Binge Watchin' TV Review: The West Wing
Welcome to Binge Watchin,’ where we take a look at some of the best TV shows available on streaming or disc that have a great catalogue of seasons to jump into and get sucked into the beautiful bliss of binge watching! From crime, action, comedy, drama, animation, etc., we’ll be evaluating an assortment of shows that will hopefully serve as a gateway to your next binge experience.
Series: The West Wing
Number of Seasons: 7 (156 episodes to date)
What’s the show about?
The West Wing follows the exploits of the two term presidency of Josiah Bartlett (Martin Sheen) as seen through the eyes of his confidants and cabinet staff. The days and nights of White House staffers are examined as everyone from assistants and secretaries to speech writers and Chiefs of Staff give their lives to help foster the platform and doctrines of their Commander in Chief. Over the series' seven years, we see characters come and go as the adminstration readies to pass the torch to the next leader of the Free World.
Why should I watch it?
Before Aaron Sorkin became known for screenplays like JOBS and THE SOCIAL NETWORK, he was a renowned script doctor and the creator of the short-lived series SPORTS NIGHT. After that comedy-drama was cancelled, Sorkin came up with the idea for The West Wing, a drama focused on the staff of a Democratic presidency. While the plot elements of The West Wing were predominantly liberal in nature, The West Wing is more representative of a well-rounded and idealistic Commander in Chief rather than a divisive and stereotypical two-party candidate. Sorkin's biting, rat-a-tat dialogue is often on display here and works far better than it did in his later series like The Newsroom and Studio 60 on the Sunset Strip.
What makes The West Wing worth your time to watch is that dialogue. Delivered by a top notch cast that includes Bradley Whitford, Rob Lowe, Joshua Malina, Dule Hill, Allison Janney, Richard Schiff, and the late John Spencer, The West Wing is a show that is so positive that it is hard to dislike it. Critically lauded during it's initial run, the show holds up surprisingly well a decade after it has gone off the air. While recently watching the new ABC series Designated Survivor, I noticed how negative and dark that show is despite being about the perseverence of the United States. The West Wing exudes that positive message and yearning to be more as a people, a society, and culture.
While the show's quality lagged a bit in later seasons (Sorkin left the series after the fourth year), it still remained relevant and timely as it aired during the Bush administration. Martin Sheen's President Bartlett could not have been more different than George W. Bush, but the show never took pot shots at our actual leader and instead presented a fictional POTUS that many viewers likely hoped could have been a real person. The West Wing may like action sequences or superheroes but it delivers thrilling and dramatic television that was lacking on television for a long time. The quality of this show's writing and acting helped pave the way for the Golden Age of TV drama we are all enjoying today.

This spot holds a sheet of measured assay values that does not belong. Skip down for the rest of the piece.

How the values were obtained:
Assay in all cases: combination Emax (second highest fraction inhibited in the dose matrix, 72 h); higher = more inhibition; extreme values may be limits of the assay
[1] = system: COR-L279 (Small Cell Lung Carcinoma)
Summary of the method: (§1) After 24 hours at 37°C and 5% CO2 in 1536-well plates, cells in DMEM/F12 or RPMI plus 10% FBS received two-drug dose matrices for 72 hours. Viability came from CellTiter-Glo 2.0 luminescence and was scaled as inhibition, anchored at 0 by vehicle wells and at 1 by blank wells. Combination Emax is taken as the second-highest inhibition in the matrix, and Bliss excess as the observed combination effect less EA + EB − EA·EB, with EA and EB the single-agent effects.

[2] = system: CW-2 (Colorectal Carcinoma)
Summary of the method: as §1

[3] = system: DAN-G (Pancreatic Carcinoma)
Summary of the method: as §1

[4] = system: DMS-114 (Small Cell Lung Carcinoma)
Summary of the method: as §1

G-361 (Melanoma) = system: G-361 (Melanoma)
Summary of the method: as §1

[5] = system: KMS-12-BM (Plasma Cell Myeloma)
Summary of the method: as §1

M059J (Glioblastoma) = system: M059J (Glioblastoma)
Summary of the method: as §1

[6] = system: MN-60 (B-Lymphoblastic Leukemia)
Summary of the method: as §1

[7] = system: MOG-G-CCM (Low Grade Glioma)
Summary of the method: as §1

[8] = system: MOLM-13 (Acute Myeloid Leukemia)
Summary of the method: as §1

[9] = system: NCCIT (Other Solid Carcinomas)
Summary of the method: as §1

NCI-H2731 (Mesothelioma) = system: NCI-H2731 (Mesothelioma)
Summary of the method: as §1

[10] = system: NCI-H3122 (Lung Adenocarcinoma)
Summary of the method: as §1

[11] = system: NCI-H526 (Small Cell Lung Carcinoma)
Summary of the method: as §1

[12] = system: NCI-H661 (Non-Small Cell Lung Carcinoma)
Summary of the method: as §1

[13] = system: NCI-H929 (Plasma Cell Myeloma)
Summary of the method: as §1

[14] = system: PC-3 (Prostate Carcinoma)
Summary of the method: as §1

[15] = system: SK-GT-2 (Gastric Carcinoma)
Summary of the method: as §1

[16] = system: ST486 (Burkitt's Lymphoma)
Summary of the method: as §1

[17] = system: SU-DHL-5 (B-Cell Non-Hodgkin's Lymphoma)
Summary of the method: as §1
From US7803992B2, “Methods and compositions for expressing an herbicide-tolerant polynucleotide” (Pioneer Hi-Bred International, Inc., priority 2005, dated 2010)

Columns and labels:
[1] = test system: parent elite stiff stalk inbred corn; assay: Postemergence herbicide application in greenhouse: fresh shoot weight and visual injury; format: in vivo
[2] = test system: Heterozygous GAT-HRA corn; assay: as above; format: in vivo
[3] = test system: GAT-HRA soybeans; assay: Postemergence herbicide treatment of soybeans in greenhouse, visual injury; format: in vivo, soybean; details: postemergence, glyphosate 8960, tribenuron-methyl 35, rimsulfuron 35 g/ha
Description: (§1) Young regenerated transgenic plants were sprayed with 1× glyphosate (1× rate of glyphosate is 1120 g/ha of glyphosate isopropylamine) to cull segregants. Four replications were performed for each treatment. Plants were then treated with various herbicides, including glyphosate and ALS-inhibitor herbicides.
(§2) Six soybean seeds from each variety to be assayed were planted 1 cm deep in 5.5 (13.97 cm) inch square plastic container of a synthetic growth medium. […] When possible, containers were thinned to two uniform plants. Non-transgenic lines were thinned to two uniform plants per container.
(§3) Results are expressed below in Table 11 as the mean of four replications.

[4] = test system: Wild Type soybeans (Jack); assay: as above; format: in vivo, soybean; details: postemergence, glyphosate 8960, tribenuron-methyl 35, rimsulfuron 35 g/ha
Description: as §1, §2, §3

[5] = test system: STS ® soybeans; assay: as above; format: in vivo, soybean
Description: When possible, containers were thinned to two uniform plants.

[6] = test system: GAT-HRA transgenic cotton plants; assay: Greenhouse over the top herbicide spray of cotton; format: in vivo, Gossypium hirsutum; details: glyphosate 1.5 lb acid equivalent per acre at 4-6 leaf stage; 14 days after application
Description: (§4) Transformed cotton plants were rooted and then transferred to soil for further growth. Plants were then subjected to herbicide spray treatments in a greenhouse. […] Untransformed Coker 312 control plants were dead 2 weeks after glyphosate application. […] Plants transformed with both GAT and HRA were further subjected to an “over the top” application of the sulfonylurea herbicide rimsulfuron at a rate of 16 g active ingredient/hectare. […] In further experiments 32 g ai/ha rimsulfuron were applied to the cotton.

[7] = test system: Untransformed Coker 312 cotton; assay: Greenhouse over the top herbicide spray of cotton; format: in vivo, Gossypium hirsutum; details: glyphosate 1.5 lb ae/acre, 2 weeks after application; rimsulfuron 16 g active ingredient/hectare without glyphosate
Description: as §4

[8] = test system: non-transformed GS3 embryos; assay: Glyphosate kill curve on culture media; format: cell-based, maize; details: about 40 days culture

The third season is the most critically acclaimed of the series' entire run and for good reason. Sorkin, who penned 85 of the show's first 88 episodes, wrote a special episode that aired in the wake of 9/11. The season premiere was delayed due to the attacks and the special hour, titled "Isaac and Ishmael" is a stirring entry that is very different than any other hour of the show. The rest of the season centers on President Bartlett's re-election campaign and paved the way for the show to carry on without Aaron Sorkin. By far one of the most exciting political seasons of television that also featured the widest leading cast the show would ever have.
In recent years, political shows like Veep and House of Cards have given us very different and very depressing views of the American political system. The West Wing represents an almost Capra-esque look at the United States highest leadership but doesn't replace the dramatic and dark side of politics for sacchrine and formulaic television. Even if you are someone who doesn't have any interest in politics or if you are a staunch member of the far left or right, I guarantee you will find enjoyment in this show. Hell, you may even learn something thanks to the countless brilliant subplots (my favorite is from the season two episode "Somebody's Going to Emergency, Somebody's Going to Jail" about why our maps are all wrong). This is a great show that will likely never be replicated.